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Porsche is her name!

Porsche Taylor thrives in her very own lane as one of the few Black women in powersports who owns the roads with her badass biker bravo while promoting representation, diversity and inclusion in the space.

Born in Honolulu, and raised in Los Angeles, the cooler-than-cool culture-shifter has gained national acclaim for building a bridge between today’s trendsetters and popular athletic & motorsports brands.

In 2003, Porsche developed a passion for motorcycles and the biker lifestyle and grew to love the thrill of the ride. She has since become an accomplished motorcycle rider with dozens of cross country trips and thousands of miles in her rearview.

Recognizing the need for representation of women of color in motorsports, Porsche became the Founder and Publisher of Black Girls Ride Magazine (BGR).

BGR is an inclusive celebration of all women who live to ride with profiles of professional racers and riders.

In addition to her duties at BGR, Porsche serves as an ambassador for Polaris and their company of brands, including Indian Motorcycle, Polaris Slingshot and Polaris Adventure.

She’s also a member of the Empowersports Women’s Riding Council that uplifts the passions that fuel women and put forth deliberate efforts for increased representation, inclusion and participation of women in powersports.

Her ultimate goal is to live life unapologetically and always inspire women to ride outside of their comfort zone.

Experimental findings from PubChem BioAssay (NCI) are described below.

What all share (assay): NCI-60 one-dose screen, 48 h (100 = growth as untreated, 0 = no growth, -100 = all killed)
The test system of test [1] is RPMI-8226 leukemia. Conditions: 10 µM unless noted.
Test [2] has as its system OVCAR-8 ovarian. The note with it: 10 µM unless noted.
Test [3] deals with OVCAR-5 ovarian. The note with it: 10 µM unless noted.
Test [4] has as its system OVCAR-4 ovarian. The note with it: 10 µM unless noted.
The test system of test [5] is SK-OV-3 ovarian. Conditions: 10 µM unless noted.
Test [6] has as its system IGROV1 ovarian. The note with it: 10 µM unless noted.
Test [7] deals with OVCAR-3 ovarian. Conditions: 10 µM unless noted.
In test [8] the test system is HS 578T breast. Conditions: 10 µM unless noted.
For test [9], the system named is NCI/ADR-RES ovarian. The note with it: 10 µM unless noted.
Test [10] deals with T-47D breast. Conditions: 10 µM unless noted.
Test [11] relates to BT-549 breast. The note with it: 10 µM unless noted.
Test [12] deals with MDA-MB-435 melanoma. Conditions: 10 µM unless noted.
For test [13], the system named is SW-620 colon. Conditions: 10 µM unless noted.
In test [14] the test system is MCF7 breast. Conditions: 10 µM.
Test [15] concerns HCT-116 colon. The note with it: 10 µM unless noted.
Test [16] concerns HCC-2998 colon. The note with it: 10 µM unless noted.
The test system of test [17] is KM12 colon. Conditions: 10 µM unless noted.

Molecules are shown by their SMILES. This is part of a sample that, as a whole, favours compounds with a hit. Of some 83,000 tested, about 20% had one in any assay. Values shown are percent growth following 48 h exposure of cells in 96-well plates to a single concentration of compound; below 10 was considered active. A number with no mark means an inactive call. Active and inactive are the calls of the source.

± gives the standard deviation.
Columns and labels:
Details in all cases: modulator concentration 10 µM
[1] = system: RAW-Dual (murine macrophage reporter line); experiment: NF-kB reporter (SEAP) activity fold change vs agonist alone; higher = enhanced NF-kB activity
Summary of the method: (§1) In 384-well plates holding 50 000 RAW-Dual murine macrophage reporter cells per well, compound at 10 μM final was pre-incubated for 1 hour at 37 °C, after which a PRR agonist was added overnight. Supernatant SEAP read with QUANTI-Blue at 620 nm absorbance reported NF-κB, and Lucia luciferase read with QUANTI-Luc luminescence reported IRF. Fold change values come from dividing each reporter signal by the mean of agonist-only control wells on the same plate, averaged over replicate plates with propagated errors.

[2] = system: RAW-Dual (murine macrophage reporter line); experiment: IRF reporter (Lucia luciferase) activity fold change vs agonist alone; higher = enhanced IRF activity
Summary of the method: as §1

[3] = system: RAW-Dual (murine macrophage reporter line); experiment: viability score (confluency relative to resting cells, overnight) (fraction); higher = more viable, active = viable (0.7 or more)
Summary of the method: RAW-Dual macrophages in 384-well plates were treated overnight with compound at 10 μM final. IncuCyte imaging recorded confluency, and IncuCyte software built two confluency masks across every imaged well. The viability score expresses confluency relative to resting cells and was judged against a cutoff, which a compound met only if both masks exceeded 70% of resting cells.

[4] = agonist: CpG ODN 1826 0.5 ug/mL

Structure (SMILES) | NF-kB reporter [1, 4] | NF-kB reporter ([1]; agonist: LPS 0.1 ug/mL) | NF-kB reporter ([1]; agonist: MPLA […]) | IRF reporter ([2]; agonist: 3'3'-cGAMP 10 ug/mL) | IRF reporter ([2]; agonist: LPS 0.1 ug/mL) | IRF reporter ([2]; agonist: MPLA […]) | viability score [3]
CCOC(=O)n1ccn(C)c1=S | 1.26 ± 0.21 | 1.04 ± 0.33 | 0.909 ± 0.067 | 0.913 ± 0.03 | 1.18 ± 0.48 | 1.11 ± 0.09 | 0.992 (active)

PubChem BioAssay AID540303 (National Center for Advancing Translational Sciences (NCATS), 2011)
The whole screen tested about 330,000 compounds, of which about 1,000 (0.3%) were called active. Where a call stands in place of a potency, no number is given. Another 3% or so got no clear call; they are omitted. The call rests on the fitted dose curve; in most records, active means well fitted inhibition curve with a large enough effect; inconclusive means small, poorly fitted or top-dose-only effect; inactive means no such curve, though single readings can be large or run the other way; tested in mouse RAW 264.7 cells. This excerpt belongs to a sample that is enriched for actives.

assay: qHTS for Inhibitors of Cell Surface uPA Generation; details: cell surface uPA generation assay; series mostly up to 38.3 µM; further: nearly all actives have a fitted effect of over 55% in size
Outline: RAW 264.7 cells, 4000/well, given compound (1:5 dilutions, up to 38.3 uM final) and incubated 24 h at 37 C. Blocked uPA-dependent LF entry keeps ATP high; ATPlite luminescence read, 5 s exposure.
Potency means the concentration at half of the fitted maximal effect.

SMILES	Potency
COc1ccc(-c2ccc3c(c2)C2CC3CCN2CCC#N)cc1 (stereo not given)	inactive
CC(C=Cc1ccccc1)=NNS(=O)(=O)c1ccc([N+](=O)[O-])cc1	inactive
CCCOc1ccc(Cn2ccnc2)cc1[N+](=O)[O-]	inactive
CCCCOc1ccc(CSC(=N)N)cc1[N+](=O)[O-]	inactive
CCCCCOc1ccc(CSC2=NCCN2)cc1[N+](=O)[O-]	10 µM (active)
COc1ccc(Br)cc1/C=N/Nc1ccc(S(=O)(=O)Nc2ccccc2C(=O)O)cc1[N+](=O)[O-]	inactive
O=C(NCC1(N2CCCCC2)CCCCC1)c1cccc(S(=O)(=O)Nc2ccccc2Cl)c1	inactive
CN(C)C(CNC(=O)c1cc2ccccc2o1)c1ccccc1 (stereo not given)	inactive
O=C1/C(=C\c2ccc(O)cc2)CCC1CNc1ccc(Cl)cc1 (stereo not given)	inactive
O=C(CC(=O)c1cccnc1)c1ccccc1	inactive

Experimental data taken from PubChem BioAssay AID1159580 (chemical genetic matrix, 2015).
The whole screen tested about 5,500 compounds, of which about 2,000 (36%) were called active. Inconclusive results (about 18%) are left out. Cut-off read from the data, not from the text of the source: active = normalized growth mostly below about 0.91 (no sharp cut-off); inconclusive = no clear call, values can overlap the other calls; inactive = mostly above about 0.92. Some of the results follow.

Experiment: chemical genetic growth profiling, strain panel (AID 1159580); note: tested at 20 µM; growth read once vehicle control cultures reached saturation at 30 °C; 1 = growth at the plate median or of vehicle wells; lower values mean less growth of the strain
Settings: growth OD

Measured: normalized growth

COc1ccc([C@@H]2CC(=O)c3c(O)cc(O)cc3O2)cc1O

We caught up with the trailblazer to chat about her journey as a Black woman in powersports, the importance of Empowersports Women’s Riding Council and more!

What was the defining moment that pushed you to ride your first time?

It was the moment I decided being merely a passenger just wasn’t enough. I wanted the thrill and excitement of being behind the wheel and owning the road for myself. It’s so funny, my first introduction to riding came by way of a little movie from 2003 called “Biker Boyz.”

I was so struck by the power of these machines and the culture of riding itself. It was about community and connecting with others.

Once I bought my first bike, I knew my life would never be the same and I wanted more women, more Black women at that, to experience that same sense of adventure and independence.

Through your research, was there a particular rider of color that inspired you to create a movement?

The idea rose out of wanting to change the perception that Black women were passengers, and not riders. There wasn’t any particular one rider, rather the idea that there were many and we had little to no representation in the motorsports space.

I knew Black women were a part of the culture of powersports. My first riding mentor was a Black woman. Black women were leading their own riding groups and carving out their space in the community yet we weren’t a part of any of the narratives being shown.